Depression Took Hold of My Career – And My Life
Content Note: This article describes suicide and suicidal thoughts. If you or a loved one are struggling, consider reading our mental health resources page.
Having been diagnosed with anorexia and depression at 26, I was admitted to an inpatient eating disorder unit where I stayed for 6 months, regaining the weight I'd lost. I'd spent the previous 4 years in therapy with my therapist, Naomi.
After my depression stalled, she referred me to an elderly psychiatrist who prescribed a stimulant instead of an antidepressant. The stimulant waylaid my appetite, I became skeletal and my depression worsened from malnutrition. It was my mother and not my therapist who admitted me to an eating disorder facility.
Depression impacted my career
Following my discharge, I returned to my job as a consumer promotion development manager at a leading packaged goods company. But it was too late. A fervent anorexic had been born. I was readmitted a year later at a slightly higher weight than the previous year. This time, I stayed for 4 months.
This time, I lost my job. (The year was 1989, one year prior to when the Americans with Disabilities Act was passed.) I was devastated. I'd worked my way up to this position from a secretary and the climb had taken 8 years.
Frequent job changes and drug use
At the advertising agency, I was promoted from a secretary to an assistant to the director of the newly formed consumer promotion department. When that department was eliminated 2 years later, I got a job in Westchester, New York, working for a dog food company. After about 3 years I moved into the consumer promotion development manager position back in Manhattan.
It was during my time at this company, I began to use cocaine, the psychiatrist prescribed the stimulant, and I was diagnosed with anorexia.
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The fury of depression: unable to function
I began to believe something was inherently wrong with me. That I couldn't keep a job because departments kept getting eliminated and I was the common denominator. Never mind that consumer promotion was often an afterthought and typically a 1 or 2 employee department. Last in and first out. I took everything so personally. When I was younger, I cried if someone said my name too harshly.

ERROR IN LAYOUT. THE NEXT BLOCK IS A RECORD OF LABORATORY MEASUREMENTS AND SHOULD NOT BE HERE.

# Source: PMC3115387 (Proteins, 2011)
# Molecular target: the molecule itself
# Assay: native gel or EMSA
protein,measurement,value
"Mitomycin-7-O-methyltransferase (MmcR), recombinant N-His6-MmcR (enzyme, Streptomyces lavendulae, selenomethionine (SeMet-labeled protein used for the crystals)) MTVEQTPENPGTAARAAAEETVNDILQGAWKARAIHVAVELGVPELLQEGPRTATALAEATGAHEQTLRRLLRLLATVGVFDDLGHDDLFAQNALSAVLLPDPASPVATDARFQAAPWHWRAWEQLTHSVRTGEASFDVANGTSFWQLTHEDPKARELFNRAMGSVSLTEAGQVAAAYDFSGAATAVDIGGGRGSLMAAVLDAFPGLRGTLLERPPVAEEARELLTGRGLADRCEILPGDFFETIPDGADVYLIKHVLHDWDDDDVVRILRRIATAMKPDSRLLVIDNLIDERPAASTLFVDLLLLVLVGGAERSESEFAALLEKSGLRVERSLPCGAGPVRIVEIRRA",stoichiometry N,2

When I realized I wasn't going back to that position as consumer promotion development manager, I was bereft. I lacked a reason to get out of bed, to shower, to eat, to leave the apartment.
The depth of this depression was unrivaled in its fury unleashed on my body and psyche. Alone, I curled up in my bed, torturing myself for everything I'd lost, certain I'd never get it back.
Day program for depression treatment
My next stop was a day program in midtown Manhattan. When I took the F train to 1 stop further past my old job, I was flooded with memories of what I'd lost.
The day program went from 9 AM through 3 PM. I sat silently in a corner, leaning against the wall. Afraid to participate, I was fearful the other people who attended the program would think I was stupid. I kept my mouth shut and languished in that corner.
The days melded into each other, the trips during rush hour on the packed F train, sitting through endless groups listening to other people's stories of despair and misery. I crawled deeper into my depression, reliving my lost opportunities, and feeling hopeless for my present and my future. I began to feel as though I was a burden to my family, unable to financially support myself, needing to take money from my mother for the smallest expenses.
My raging thoughts with depression
I remained unable to speak up in the group despite these raging thoughts. A dialogue began inside my mind as a harsh voice told me I needed to die. That I didn't deserve to live. That my family would be better off without me.
I was still afraid the ever-cycling parade of other attendees in the day program would judge me for being dumb, but now I feared they'd also judge me for being crazy. Locked inside a broken brain, I prayed for an exit.
Early one morning I awoke hours before sunrise. The voice was my sole companion as the darkness bled from the sky into my apartment. The voice was chanting now, and his commands were loud and clear:
You need to die.
You're a burden.
You're a worthless piece of shit.
Nothing I did drowned him out. I longed for peace. In a daze, I padded to my kitchen and fingered a full bottle of antidepressants. With only a slight hesitation, I swallowed the entire bottle. Relieved that I no longer had options, I trod back to my bedroom, lay down, and waited to die.
In crisis and needing further treatment
When I woke up several hours later and realized I was still alive, I was angry and disappointed. I'd failed again. I berated myself for not being able to do anything right. For lack of anything else to do, I threw on some clothes and headed into Manhattan to the day program.
There, a friend noticed I was acting peculiar, and I told her what I'd done. The next thing I knew I was in a yellow cab with a staff person from the program careening up Third Avenue to the nearest hospital emergency room.
"Every angel terrifies. Though I shouldn't, I am singing at you, all but lethal birds of the soul, in full knowledge of what you can do." –Rainer Maria Rilke, The Second Elegy
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